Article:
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Transform Children’s Fine Motor Skills With These Musical Activities

Transform Children’s Fine Motor Skills With These Musical Activities

Music: One Of The Most Versatile Activities For Fine Motor Skills

We use it to relax, to communicate, and it can enhance almost any social occasion. Music is also a fantastic learning tool, and this article introduces ideas that may be used to develop fine motor skills in the early years. 

Fine motor skills is an essential skill in the world in which children are growing. So many actions become automated as adults, but thinking a little more, many activities rely on the ability to, for example, grasp things between finger and thumb (writing, sewing and other crafts, sports, and countless duties in most jobs).  

The biggest challenges that children’s workers have is to make activities easy enough to try, interesting enough to want to do and repeat, and hard enough to feel a sense of achievement. Music solves this triple challenge beautifully just because it is music. 

Music is one of the most engaging activities, with well-publicised findings that every area of the brain responds when we participate in musical activities, from listening to singing. This is one of the reasons that it is one of the most accessible therapies for such a wide range of health conditions. It also triggers “feel-good” hormones, making time feel enjoyable and, well, timeless, because it is so enjoyable. So how can music be used to develop fine motor skills? 

One of the recommendations from the 2020 report on the State of Child Health suggests an increased focus on a child’s first 1,000 days of life – a.k.a. the early years. The Ages and Stages Questionnaire provides further activity suggestions specific to fine motor skills, including grasping, threading beads and unbuttoning clothes. 

Song Suggestions To Incorporate Fine Motor Skills

Brahms’ Lullaby 

Lullaby and good night,  
Thy mother’s delight 
Bright angels around, 
My darling, shall stand. 
They will guide thee from harms, 
Thou shall wake in my arms. 
They will guide thee from harms, 
Thou shall wake in my arms. 

Lullaby and good night,  
With roses bedight 
With lilies bedecked,  
Is my baby’s wee bed. 
Lay thee down, now and rest, 
May thy slumber be blessed. 
Lay thee down, now and rest,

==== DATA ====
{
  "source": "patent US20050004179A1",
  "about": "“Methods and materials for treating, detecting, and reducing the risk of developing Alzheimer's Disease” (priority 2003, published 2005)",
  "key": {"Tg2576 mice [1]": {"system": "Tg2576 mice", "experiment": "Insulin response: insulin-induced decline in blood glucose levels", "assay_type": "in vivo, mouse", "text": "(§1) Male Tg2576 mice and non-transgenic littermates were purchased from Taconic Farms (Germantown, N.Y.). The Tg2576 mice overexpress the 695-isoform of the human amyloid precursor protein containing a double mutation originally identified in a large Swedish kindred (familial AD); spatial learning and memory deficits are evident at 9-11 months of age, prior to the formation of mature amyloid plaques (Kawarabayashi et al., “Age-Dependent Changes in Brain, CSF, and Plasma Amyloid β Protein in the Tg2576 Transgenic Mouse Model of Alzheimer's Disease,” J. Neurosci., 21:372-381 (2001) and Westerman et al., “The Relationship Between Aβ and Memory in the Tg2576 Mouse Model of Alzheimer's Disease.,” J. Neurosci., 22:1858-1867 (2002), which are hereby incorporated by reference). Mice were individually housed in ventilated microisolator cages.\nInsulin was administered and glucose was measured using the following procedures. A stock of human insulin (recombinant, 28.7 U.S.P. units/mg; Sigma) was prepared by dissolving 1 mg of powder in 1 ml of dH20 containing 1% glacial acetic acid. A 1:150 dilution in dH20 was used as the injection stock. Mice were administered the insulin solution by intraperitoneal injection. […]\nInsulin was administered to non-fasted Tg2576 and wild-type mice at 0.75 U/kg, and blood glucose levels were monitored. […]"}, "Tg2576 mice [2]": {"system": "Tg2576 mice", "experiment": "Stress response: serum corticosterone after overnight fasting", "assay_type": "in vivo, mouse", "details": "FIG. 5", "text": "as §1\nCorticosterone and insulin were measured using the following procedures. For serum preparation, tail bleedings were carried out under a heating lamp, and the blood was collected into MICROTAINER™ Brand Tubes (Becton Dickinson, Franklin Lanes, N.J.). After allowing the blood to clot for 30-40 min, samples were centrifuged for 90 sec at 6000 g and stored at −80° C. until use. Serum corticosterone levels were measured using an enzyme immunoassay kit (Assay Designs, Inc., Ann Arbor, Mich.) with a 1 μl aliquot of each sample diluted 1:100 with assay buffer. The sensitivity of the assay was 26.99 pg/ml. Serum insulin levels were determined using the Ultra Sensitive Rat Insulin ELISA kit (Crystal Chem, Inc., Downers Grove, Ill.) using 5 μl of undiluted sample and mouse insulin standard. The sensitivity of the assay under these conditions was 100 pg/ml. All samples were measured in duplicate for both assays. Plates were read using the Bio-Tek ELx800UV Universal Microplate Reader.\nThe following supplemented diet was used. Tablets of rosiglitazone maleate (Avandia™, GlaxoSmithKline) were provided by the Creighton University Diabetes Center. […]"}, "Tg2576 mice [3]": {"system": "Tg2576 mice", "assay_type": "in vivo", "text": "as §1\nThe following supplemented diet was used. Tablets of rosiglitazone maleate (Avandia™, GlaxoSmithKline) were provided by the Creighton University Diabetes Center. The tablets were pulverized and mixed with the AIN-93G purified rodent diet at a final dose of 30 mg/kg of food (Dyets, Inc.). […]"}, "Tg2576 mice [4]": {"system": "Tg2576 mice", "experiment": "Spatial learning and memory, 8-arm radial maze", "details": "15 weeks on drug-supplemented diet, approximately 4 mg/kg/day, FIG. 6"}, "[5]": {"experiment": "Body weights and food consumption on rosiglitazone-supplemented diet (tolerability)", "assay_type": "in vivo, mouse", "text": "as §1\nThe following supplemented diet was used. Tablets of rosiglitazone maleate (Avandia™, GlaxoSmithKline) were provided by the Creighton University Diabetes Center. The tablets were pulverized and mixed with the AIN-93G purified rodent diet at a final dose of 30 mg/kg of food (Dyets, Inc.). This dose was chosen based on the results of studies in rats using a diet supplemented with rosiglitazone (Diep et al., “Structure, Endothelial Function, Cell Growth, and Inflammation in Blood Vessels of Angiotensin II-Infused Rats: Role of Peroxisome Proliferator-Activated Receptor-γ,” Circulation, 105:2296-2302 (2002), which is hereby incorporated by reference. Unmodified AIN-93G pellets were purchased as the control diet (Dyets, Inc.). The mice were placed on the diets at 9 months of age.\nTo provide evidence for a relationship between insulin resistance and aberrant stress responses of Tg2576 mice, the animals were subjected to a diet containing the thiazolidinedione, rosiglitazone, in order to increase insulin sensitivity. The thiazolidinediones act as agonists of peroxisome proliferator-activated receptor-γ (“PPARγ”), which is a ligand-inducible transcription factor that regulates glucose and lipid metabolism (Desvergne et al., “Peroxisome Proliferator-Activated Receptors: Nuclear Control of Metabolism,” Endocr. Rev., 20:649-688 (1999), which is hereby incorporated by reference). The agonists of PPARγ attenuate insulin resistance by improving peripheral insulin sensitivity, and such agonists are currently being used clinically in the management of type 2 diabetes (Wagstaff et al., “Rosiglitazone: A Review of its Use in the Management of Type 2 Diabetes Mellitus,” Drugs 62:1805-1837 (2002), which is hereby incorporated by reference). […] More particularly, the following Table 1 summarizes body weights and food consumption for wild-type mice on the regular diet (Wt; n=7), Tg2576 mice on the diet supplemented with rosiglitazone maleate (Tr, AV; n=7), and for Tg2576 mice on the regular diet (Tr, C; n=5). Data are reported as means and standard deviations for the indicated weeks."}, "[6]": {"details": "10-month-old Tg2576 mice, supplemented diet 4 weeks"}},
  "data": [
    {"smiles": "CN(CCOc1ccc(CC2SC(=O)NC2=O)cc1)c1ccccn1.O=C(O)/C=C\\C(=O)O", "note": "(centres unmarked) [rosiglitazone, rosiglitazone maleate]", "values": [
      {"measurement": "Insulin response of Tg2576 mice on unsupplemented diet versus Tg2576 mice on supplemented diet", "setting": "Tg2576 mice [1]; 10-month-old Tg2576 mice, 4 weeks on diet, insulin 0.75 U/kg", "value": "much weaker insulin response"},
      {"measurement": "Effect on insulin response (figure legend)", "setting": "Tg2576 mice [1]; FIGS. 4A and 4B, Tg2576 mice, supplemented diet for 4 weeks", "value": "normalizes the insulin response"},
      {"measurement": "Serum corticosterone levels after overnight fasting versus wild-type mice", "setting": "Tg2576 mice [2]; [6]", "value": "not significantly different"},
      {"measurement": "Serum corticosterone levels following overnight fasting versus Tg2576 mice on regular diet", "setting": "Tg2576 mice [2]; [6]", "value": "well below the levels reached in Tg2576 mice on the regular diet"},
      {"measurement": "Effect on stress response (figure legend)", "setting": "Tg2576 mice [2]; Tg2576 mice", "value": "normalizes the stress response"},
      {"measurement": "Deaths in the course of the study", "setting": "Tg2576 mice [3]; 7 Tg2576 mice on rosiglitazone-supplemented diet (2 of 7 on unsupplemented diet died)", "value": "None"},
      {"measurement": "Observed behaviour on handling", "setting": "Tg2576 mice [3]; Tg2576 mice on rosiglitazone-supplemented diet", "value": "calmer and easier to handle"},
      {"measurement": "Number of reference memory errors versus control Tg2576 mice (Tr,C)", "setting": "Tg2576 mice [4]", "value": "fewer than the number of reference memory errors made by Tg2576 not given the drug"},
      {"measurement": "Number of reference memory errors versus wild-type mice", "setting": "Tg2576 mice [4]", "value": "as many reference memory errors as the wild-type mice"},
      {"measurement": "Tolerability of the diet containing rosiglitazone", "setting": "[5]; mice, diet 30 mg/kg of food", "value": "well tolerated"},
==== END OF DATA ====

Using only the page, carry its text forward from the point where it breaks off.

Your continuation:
May thy slumber be blessed. 

This relaxing lullaby by Brahms was written for an old girlfriend on the birth of her child, and he created it as both a lullaby and a love song. Possibly the most well-known lullaby, this song is a great opportunity to sing and hold little one. One of the best ways to share music with children is by holding them close, up against you, to feel your breathing, feel the vibrations from your voice through your chest. Use your finger to trace patterns on them, on their back, arms, and legs, using fine motor skills to teach – and model – fine motor skills. In this way, little ones are both hearing and feeling the music – a magical time. 

Cradle Song 

Golden slumbers fill your eyes 

Smiles awake you when you rise 

Sleep, pretty darling, do not cry 

And I will sing a lullaby 

Rock them, rock them, lullaby 

Care is heavy, therefore sleep you 

You are care, and care must keep you 

Sleep, pretty darling, do not cry 

And I will sing a lullaby 

Rock them, rock them, lullaby 

This lovely lullaby by Thomas Dekker (1603) came well before McCartney wrote the Beatles’ “Golden Slumbers”. Written in classic 6/8 rocking timing, this song is ideal for rocking little ones, clearly the purpose of the poem.

Alternatively, gently stroke little ones to sleep by tracing invisible lines on them, using your own fingers/hands. Gently moving your finger around the shape of their hands or (if not too ticklish) their feet, helping them to embody/feel the extent of their body. Not only does this activity help to develop proprioception (awareness of the position or movement of the body), but it also models fine motor co-ordination, which they in turn will imitate on their own dolls, teddies or other toys. Proprioception is an important element in developing individual identity, and this is a gentle, calming way to do this. 

My Favourite Things 

Raindrops on roses and whiskers on kittens  
Bright copper kettles and warm woollen mittens  
Brown paper packages tied up with strings  
These are a few of my favourite things 
 
Cream-coloured ponies and crisp apple strudels  
Doorbells and sleigh bells and schnitzel with noodles  
Wild geese that fly with the moon on their wings  
These are a few of my favourite things 
 
Girls in white dresses with blue satin sashes  
Snowflakes that stay on my nose and eyelashes  
Silver-white winters that melt into springs  
These are a few of my favourite things 
 
When the dog bites 
When the bee stings 
When I'm feeling sad 
I simply remember my favourite things 
And then I don't feel so bad 

This is a lovely song that introduces vibrant imagery that many people will relate to, especially children. Bringing hope and positivity, this song can be used for a number of activities developing fine motor control.